What does better resolution mean? Not just better images with ore detail. The higher resolution camera means you can use less cameras and potentially eliminate the PTZ (Pan Tilt Zoom) camera. When you record in higher resolution, you have the flexibility to enlarge or zoom into the image at a greater capacity after recording. With an analog camera, you have very limited zooming capabilities. Keep in mind that a 5 Megapixel camera is not uncommon which translates into 12 times the quality of a typical analog camera. There are 16 Megapixel cameras on the market now but at a huge price.

    Another great feature of the IP camera is that you will no longer need a DVR to record. Any PC with sufficient storage or even an external hard drive will suffice to record your cameras. And remember, you can configure this recording anywhere in the world with Internet Access.

    There are issues to overcome with IP cameras. One issue is network bandwidth. If you are considering more than four 1.3 Megapixel cameras in your home or work network, then you should consider a separate network for your cameras. The heavy data stream from these cameras will big down the network unless you have a sufficient capability.

    Another advantage of the IP camera is that most are viewable on a Mac computer. Mac compatibility is always a plus to a Mac user like me. I want to be able to get my Mac Book and view cameras without starting up my Windows software.

    Encrypted wireless transmission is another feature on some of the IP cameras. Encrypted or digital signal means you no longer need to fear that your wireless camera will be viewed by others. I am not saying it is impossible, but the chances are greatly diminished since the interceptor would need to hack into your wireless router to do it. It also means no interference from wireless networks and cordless phones. This is a huge benefit to anyone who ever tried using wireless cameras in the cluttered 2.4 bandwidth.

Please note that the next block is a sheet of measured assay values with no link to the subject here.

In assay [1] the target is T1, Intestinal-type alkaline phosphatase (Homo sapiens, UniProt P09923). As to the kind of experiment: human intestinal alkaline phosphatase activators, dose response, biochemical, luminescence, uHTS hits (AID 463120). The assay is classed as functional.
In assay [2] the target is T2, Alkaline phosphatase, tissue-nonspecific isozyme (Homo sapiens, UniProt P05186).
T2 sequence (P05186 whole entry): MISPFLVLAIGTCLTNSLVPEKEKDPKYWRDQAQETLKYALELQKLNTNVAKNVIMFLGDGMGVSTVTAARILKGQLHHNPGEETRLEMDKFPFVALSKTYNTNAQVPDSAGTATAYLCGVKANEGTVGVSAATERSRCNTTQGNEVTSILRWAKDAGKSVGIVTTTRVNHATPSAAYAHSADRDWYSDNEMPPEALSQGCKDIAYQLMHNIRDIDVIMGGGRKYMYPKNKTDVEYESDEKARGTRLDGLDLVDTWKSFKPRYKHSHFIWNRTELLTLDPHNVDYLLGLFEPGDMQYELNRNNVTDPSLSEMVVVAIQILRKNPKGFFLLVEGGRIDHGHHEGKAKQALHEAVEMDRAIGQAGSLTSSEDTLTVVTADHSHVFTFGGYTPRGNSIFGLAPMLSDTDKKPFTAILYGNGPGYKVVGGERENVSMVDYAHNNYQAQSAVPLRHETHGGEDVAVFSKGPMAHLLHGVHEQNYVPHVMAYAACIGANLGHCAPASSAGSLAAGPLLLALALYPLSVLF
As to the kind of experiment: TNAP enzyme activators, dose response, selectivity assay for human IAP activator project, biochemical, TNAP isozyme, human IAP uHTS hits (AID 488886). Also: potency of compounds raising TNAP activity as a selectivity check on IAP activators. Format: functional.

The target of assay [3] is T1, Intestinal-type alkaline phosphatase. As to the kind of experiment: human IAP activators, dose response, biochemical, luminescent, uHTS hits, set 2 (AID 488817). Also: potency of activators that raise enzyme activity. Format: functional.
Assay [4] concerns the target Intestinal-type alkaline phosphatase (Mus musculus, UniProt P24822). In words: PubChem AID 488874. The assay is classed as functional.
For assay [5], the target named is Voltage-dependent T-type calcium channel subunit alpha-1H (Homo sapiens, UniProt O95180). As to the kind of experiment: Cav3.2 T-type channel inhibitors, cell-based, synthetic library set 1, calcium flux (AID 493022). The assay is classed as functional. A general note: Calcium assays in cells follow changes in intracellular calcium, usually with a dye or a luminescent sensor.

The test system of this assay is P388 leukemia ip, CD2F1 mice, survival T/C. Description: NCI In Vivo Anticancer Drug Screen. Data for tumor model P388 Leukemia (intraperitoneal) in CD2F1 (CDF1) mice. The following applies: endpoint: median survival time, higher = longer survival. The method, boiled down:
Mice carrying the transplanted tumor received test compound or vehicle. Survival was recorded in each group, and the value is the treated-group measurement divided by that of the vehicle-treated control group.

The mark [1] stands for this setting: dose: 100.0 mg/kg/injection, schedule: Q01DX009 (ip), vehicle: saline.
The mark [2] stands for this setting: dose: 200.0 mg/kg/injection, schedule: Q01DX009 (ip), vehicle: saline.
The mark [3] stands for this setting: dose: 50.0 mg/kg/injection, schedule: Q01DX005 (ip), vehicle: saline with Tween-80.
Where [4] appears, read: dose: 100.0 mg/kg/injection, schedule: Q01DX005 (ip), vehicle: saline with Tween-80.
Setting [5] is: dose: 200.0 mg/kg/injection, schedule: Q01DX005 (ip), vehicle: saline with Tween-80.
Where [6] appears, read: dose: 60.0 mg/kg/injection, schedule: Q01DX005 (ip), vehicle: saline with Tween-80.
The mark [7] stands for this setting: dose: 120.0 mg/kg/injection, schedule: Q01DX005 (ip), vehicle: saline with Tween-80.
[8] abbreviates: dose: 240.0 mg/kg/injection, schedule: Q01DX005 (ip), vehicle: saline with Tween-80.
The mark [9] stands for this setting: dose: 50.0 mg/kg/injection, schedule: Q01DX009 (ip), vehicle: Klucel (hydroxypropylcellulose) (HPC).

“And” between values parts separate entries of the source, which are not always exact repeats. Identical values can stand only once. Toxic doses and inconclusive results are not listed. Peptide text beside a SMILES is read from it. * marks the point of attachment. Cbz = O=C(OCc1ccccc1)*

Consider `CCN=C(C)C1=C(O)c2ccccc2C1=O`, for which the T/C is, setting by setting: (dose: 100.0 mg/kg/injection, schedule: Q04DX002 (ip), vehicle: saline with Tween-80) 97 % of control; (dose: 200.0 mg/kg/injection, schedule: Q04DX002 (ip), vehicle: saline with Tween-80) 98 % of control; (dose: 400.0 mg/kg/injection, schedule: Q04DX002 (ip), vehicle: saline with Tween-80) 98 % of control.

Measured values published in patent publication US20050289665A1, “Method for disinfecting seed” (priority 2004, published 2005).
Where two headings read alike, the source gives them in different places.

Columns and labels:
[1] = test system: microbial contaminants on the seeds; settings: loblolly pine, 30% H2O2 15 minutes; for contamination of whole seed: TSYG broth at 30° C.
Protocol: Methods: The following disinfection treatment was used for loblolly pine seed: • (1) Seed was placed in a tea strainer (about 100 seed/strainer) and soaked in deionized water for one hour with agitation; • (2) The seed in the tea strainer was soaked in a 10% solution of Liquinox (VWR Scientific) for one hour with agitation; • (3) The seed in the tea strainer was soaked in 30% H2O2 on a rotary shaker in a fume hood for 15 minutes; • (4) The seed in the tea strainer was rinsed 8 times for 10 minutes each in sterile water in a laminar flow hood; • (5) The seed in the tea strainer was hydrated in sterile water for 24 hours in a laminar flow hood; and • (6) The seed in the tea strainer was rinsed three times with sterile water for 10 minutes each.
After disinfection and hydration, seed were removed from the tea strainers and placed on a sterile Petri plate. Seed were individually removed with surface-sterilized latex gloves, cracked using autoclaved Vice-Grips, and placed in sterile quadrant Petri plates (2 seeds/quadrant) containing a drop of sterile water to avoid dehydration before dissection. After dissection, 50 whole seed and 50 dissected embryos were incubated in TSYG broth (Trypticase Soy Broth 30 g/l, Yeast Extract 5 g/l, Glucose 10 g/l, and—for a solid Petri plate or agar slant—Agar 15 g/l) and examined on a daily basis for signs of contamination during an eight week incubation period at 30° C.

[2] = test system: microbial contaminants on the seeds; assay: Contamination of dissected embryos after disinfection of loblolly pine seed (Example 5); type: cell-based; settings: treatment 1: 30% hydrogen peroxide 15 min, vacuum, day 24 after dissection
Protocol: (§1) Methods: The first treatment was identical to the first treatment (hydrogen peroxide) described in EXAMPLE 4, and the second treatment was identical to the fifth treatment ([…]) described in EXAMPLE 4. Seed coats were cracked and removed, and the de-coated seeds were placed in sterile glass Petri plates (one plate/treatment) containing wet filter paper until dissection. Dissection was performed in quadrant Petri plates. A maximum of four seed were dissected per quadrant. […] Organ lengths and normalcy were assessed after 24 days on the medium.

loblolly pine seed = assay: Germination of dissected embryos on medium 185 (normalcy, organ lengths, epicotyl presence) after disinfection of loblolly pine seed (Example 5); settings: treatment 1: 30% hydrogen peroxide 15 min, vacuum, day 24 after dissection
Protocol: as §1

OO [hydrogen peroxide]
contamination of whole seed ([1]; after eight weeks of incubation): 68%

• GPS and Video Surveillance in School Buses

    In Richmond County, Georgia, the  Board of Education wants to install GPS tracking devices and video cameras in the county's school buses in an effort to make the bus routes safe--or safer--for children.

    If installed, parents will be provided with accurate times for pick-up and drop-off, which will enable families to keep better track of their children. Some parents, however, feel that GPS trackers and video cameras may result in stalking and spying. While many parents feel that this new technology is a good idea, some parents feel that video cameras and  may lead to stalking and spying. The parents' concern is two-fold; it's unethical to "spy" on children, and they (parents) fear that others may be able to track their children in order to abduct them.

    The school district takes a different point-of-view: The buses are state property, and according to Georgia law, schools are allowed to monitor their assets.

    The cost of installing a system for the district will run in the range of $40,000; money that the district will have to raise if they wish to install two video cameras and one GPS unit on every bus, and will ask the Richmond County Board of Education to purchase the equipment for 128 buses.

    According to WJBF-TV in Augusta, the district's intent is to install a camera in the aisle and one in the front of the bus, monitoring activity on the bus on a consistent basis.

    GPS trackers and cameras will operate when the bus is running, and drivers won't be able access either piece of equipment,  "but school authorities will be able to view any recorded information at their discretion. The school has attempted to reassure parents by stating that the new equipment is being installed to increase efficiency, and that the school board is not interested in spying on students."

    The umbrella benefit is that bus drivers, responsible for keeping children safe, fall under the scrutiny of the district, ensuring that bus drivers “…are conducting themselves in a professional manner.” Corporations, like UPS, have used GPS trackers to ensure employees stay within company guidelines while using corporate assets.